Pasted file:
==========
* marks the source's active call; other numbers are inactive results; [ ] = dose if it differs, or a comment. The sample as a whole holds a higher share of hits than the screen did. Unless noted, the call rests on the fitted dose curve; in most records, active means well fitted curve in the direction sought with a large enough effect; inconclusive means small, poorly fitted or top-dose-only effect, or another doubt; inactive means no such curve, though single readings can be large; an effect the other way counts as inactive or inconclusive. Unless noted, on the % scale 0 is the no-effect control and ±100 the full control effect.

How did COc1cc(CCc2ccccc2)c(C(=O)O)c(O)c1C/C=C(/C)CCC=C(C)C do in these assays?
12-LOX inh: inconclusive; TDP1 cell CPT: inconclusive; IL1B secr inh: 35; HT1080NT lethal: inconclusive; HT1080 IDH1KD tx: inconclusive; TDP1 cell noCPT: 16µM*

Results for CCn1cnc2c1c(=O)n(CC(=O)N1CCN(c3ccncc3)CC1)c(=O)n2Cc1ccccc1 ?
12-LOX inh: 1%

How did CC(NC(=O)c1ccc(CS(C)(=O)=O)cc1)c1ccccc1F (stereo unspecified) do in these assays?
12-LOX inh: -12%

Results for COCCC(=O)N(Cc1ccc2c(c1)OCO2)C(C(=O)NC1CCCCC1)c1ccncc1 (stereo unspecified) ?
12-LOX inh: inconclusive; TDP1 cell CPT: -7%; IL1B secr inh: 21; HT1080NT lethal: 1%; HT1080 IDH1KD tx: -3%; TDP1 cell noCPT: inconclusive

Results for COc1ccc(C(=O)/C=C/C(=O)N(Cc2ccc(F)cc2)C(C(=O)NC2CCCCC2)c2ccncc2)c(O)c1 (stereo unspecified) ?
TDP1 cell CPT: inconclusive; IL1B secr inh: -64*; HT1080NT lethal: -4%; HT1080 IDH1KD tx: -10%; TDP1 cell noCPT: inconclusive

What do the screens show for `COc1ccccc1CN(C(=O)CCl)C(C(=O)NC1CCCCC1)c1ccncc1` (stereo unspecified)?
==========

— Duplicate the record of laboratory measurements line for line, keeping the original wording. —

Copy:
* marks the source's active call; other numbers are inactive results; [ ] = dose if it differs, or a comment. The sample as a whole holds a higher share of hits than the screen did. Unless noted, the call rests on the fitted dose curve; in most records, active means well fitted curve in the direction sought with a large enough effect; inconclusive means small, poorly fitted or top-dose-only effect, or another doubt; inactive means no such curve, though single readings can be large; an effect the other way counts as inactive or inconclusive. Unless noted, on the % scale 0 is the no-effect control and ±100 the full control effect.

How did COc1cc(CCc2ccccc2)c(C(=O)O)c(O)c1C/C=C(/C)CCC=C(C)C do in these assays?
12-LOX inh: inconclusive; TDP1 cell CPT: inconclusive; IL1B secr inh: 35; HT1080NT lethal: inconclusive; HT1080 IDH1KD tx: inconclusive; TDP1 cell noCPT: 16µM*

Results for CCn1cnc2c1c(=O)n(CC(=O)N1CCN(c3ccncc3)CC1)c(=O)n2Cc1ccccc1 ?
12-LOX inh: 1%

How did CC(NC(=O)c1ccc(CS(C)(=O)=O)cc1)c1ccccc1F (stereo unspecified) do in these assays?
12-LOX inh: -12%

Results for COCCC(=O)N(Cc1ccc2c(c1)OCO2)C(C(=O)NC1CCCCC1)c1ccncc1 (stereo unspecified) ?
12-LOX inh: inconclusive; TDP1 cell CPT: -7%; IL1B secr inh: 21; HT1080NT lethal: 1%; HT1080 IDH1KD tx: -3%; TDP1 cell noCPT: inconclusive

Results for COc1ccc(C(=O)/C=C/C(=O)N(Cc2ccc(F)cc2)C(C(=O)NC2CCCCC2)c2ccncc2)c(O)c1 (stereo unspecified) ?
TDP1 cell CPT: inconclusive; IL1B secr inh: -64*; HT1080NT lethal: -4%; HT1080 IDH1KD tx: -10%; TDP1 cell noCPT: inconclusive

What do the screens show for `COc1ccccc1CN(C(=O)CCl)C(C(=O)NC1CCCCC1)c1ccncc1` (stereo unspecified)?